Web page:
x Abu Dhabi, UAETuesday 25 July 2017

Panetta in Afghanistan to meet Karzai

The visit comes at a difficult juncture in the western coalition's efforts to shift more security responsibilities to Afghan forces so the combat mission can end in December 2014.

KABUL // The US defence secretary, Leon Panetta, arrived in Afghanistan yesterday for an unannounced visit to consult with top commanders and the Afghan president, Hamid Karzai.

The visit comes at a difficult juncture in the western coalition's efforts to shift more security responsibilities to Afghan forces so the combat mission can end in December 2014.

While security has generally improved, the Afghan government's ability to effectively govern and to root out corruption is in great doubt. Peace talks with the Taliban are on a back burner.

Mr Panetta has not disclosed how large a US force he thinks will be required to remain, but one US official has said that figures as low as 6,000 US troops were under consideration.

"The size of that enduring presence is something that the president is going to be considering over these next few weeks," Mr Panetta told troops in Kuwait before boarding his flight to Kabul.

Mr Panetta told reporters travelling with him that he would meet the top US commander in Afghanistan, Gen John Allen, to discuss options being prepared for Mr Obama's consideration. Mr Obama, he said, would hopefully come to a decision "in the next few weeks".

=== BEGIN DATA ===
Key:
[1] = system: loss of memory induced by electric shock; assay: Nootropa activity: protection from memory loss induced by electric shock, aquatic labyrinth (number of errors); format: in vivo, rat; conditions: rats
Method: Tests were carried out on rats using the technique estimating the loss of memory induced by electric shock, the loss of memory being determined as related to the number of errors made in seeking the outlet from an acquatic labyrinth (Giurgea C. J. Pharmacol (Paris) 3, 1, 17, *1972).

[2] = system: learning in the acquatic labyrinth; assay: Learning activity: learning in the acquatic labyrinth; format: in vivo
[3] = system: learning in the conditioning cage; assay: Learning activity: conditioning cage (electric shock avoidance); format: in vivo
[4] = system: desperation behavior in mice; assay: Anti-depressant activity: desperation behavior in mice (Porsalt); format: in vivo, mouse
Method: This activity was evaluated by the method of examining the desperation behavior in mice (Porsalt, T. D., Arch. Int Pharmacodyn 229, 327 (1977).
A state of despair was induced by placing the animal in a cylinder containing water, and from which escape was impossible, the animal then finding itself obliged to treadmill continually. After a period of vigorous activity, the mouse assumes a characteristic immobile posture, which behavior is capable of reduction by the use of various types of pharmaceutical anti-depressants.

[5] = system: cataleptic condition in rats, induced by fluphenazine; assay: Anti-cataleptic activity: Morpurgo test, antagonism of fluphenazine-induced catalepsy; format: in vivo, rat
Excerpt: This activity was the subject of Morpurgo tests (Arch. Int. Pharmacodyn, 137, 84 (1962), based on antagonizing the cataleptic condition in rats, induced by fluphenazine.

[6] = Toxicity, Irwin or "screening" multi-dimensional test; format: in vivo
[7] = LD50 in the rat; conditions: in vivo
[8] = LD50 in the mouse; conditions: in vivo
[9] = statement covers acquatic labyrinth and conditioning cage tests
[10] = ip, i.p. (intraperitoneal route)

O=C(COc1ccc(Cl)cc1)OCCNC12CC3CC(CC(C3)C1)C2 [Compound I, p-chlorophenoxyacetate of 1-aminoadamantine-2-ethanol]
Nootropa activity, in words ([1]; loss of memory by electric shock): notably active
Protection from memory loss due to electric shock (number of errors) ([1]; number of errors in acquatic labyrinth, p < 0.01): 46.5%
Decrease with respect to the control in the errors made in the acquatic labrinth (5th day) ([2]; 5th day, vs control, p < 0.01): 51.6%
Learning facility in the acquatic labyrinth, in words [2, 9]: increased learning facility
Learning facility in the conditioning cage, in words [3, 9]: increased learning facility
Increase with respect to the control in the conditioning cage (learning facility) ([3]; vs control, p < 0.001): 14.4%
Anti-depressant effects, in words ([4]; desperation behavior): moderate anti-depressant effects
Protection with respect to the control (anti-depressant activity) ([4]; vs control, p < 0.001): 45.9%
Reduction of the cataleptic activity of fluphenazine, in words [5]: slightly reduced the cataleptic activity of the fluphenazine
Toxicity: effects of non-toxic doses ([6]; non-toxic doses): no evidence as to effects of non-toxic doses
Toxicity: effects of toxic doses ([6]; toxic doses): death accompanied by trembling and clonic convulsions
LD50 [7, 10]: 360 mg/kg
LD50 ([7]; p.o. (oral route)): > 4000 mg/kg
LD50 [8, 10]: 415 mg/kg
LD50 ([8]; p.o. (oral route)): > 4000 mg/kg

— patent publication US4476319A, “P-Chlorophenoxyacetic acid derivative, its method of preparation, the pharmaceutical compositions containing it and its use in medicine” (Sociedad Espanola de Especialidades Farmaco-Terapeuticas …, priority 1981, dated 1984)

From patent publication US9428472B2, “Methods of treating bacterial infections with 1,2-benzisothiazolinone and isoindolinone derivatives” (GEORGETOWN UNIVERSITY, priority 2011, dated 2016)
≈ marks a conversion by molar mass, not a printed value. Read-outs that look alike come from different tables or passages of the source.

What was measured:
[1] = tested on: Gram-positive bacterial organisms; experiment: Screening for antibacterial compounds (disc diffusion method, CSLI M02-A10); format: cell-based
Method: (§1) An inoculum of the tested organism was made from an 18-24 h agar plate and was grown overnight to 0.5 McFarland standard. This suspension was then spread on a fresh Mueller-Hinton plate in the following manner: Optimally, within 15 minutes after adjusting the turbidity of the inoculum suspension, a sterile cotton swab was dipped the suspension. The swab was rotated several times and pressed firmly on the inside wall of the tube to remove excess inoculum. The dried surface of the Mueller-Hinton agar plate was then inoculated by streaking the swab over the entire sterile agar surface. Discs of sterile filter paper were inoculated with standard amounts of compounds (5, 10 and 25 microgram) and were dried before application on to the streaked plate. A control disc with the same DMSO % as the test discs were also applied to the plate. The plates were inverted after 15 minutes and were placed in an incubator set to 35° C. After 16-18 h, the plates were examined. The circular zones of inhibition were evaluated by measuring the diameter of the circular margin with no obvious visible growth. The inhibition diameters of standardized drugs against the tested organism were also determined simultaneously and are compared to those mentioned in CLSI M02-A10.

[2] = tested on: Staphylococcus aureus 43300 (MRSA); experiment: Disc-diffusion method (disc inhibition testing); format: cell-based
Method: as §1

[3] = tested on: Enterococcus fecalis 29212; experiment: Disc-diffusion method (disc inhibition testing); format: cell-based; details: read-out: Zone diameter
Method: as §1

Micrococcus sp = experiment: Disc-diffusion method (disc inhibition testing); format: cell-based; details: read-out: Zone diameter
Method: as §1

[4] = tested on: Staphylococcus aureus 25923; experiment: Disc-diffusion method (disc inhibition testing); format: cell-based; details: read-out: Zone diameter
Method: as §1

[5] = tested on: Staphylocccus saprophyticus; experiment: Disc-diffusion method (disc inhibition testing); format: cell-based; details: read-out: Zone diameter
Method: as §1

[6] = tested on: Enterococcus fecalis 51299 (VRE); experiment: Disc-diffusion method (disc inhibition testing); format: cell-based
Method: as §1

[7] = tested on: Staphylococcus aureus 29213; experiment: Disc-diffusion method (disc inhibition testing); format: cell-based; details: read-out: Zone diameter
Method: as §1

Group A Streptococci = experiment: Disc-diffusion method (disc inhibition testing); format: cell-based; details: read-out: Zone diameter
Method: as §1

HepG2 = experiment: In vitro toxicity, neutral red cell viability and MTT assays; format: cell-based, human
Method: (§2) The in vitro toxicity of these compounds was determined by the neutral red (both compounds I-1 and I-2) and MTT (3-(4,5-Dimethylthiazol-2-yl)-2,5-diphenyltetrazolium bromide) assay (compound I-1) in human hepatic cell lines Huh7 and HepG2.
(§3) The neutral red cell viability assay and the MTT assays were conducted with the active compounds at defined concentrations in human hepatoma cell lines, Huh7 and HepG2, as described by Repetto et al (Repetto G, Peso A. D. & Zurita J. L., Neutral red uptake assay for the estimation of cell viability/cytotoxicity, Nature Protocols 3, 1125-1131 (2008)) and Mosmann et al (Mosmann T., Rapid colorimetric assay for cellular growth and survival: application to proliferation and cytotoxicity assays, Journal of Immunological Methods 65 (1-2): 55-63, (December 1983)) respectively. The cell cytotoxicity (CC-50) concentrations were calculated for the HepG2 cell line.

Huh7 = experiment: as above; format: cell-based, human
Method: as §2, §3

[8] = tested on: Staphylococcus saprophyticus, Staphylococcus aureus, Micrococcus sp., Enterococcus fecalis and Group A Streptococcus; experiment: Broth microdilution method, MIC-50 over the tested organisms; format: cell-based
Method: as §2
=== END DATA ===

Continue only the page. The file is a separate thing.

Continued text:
Mr Obama has made clear his intention to end the 11-year-old war and bring the vast majority of US forces home by the end of 2014.

Mr Panetta did not reveal what options Mr Obama is considering, but officials have suggsted that he may settle on troop count of between 6,000 and 10,000. There are currently about 66,000 US troops in Afghanistan.

The post-2014 mission is expected to focus on counterterrorism and advising Afghan security forces.

Before flying to Afghanistan, Mr Panetta spoke to about 100 US service members inside an aircraft hangar at a desert base west of Kuwait City. He thanked them for their service and emphasised that the US is winding down its involvement in lengthy wars.

In recent months, following the administration's announced strategic policy "pivot" to Asia, Mr Panetta has been at pains to assert that doing more in Asia and the Pacific does not have to mean doing less in the Middle East. He said the US military has about 50,000 troops in the Middle East. That includes about 5,000 on each of two aircraft-carrier battle groups.

* Associated Press, Reuters and Agence France-Presse